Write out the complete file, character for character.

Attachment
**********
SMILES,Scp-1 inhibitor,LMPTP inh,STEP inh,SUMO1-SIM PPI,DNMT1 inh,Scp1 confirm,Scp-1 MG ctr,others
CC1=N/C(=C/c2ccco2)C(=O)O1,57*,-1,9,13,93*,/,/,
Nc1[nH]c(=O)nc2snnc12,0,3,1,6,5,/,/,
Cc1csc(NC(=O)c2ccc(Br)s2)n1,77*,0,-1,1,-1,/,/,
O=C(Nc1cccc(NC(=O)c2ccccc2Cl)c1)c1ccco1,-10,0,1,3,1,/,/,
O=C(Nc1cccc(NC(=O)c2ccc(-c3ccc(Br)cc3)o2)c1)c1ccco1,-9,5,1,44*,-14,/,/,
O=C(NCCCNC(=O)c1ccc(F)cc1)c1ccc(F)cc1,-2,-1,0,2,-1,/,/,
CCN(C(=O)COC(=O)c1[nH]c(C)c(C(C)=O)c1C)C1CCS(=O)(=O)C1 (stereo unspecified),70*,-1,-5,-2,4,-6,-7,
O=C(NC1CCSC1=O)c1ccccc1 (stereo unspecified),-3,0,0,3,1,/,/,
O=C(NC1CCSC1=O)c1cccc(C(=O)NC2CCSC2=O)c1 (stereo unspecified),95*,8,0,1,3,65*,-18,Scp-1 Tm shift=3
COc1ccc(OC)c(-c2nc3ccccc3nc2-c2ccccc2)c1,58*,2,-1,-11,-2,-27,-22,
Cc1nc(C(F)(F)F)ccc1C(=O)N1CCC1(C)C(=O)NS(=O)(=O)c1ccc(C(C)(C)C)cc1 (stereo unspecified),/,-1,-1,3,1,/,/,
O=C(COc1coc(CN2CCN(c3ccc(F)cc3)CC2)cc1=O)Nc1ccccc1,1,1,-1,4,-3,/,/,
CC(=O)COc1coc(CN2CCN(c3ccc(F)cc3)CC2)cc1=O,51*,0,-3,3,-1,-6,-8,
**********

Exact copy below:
SMILES,Scp-1 inhibitor,LMPTP inh,STEP inh,SUMO1-SIM PPI,DNMT1 inh,Scp1 confirm,Scp-1 MG ctr,others
CC1=N/C(=C/c2ccco2)C(=O)O1,57*,-1,9,13,93*,/,/,
Nc1[nH]c(=O)nc2snnc12,0,3,1,6,5,/,/,
Cc1csc(NC(=O)c2ccc(Br)s2)n1,77*,0,-1,1,-1,/,/,
O=C(Nc1cccc(NC(=O)c2ccccc2Cl)c1)c1ccco1,-10,0,1,3,1,/,/,
O=C(Nc1cccc(NC(=O)c2ccc(-c3ccc(Br)cc3)o2)c1)c1ccco1,-9,5,1,44*,-14,/,/,
O=C(NCCCNC(=O)c1ccc(F)cc1)c1ccc(F)cc1,-2,-1,0,2,-1,/,/,
CCN(C(=O)COC(=O)c1[nH]c(C)c(C(C)=O)c1C)C1CCS(=O)(=O)C1 (stereo unspecified),70*,-1,-5,-2,4,-6,-7,
O=C(NC1CCSC1=O)c1ccccc1 (stereo unspecified),-3,0,0,3,1,/,/,
O=C(NC1CCSC1=O)c1cccc(C(=O)NC2CCSC2=O)c1 (stereo unspecified),95*,8,0,1,3,65*,-18,Scp-1 Tm shift=3
COc1ccc(OC)c(-c2nc3ccccc3nc2-c2ccccc2)c1,58*,2,-1,-11,-2,-27,-22,
Cc1nc(C(F)(F)F)ccc1C(=O)N1CCC1(C)C(=O)NS(=O)(=O)c1ccc(C(C)(C)C)cc1 (stereo unspecified),/,-1,-1,3,1,/,/,
O=C(COc1coc(CN2CCN(c3ccc(F)cc3)CC2)cc1=O)Nc1ccccc1,1,1,-1,4,-3,/,/,
CC(=O)COc1coc(CN2CCN(c3ccc(F)cc3)CC2)cc1=O,51*,0,-3,3,-1,-6,-8,